The WWF is run at a local level by the following offices...
- WWF Global
- Central African Republic
- Central America
- Democratic Republic of the Congo
- European Policy Office
The DRC's wealth of natural resources provides unique opportunities for socio-economic development
Covering more than 150 million hectares, the forests of the DRC represent 60% of the entire Congo Basin forests. They are essential for the survival of a significant portion of the population and play a critical role in regulating the global climate. In addition, timber exploitation has a significant economic potential for the country.
The DRC forests face many threats: poaching, fuelwood collection, industrial logging, artisanal and illegal logging, slash and burn agriculture, mining, and infrastructure building.
The legal basis and foundation for both industrial and artisanal logging is the most important and urgent issue in the forestry sector in the DRC.
The legality issue has prevented the establishment and the success of independent certification processes and schemes supported by WWF since 2010 and represents one of the main challenges to the achievement of our zero net deforestation goal. However, the new REDD+ national strategy and international mechanisms bring some hope of developing a virtuous cycle of investment where the private sector, government and communities could be rewarded for sustainable management.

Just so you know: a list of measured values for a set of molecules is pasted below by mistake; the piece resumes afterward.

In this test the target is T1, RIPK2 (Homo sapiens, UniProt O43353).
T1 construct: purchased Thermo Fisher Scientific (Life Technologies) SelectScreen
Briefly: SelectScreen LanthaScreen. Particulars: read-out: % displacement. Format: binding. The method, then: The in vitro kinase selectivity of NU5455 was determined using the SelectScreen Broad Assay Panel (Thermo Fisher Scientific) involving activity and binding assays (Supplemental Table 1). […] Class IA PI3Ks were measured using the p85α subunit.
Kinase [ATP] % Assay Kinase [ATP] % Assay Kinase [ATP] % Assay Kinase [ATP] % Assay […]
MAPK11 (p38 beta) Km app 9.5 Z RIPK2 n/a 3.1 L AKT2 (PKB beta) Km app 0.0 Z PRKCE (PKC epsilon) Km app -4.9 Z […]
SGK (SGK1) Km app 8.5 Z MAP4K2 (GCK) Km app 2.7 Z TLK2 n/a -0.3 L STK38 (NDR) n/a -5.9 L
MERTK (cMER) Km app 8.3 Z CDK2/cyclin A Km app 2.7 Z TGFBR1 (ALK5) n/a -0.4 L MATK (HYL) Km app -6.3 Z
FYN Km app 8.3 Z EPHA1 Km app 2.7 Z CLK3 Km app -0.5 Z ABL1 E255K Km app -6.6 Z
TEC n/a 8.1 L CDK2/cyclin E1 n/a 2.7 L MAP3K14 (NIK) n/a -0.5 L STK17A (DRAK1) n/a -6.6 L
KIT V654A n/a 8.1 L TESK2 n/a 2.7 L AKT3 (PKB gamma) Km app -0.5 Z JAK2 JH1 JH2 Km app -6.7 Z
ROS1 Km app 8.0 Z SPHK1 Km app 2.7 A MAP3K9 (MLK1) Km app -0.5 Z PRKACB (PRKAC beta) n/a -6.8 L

The country has the largest irrigation potential in Africa with about 7 million ha of irrigable land and significant potential for agriculture with some 80 million ha of cultivable land.
Currently sustaining 70% of our population, the agricultural sector can contribute to national food security through sustainable practices, responsible investments and sound land use planning. Yet only about 5% of this cultivable area is exploited to date. According to the WWF Africa Ecological Futures (2014) analysis, the DRC has impressive agricultural opportunities but, at the same time, runs major risks in exploiting this untapped potential. Major forests and scrubland zones are at risk as areas under cultivation are expanding.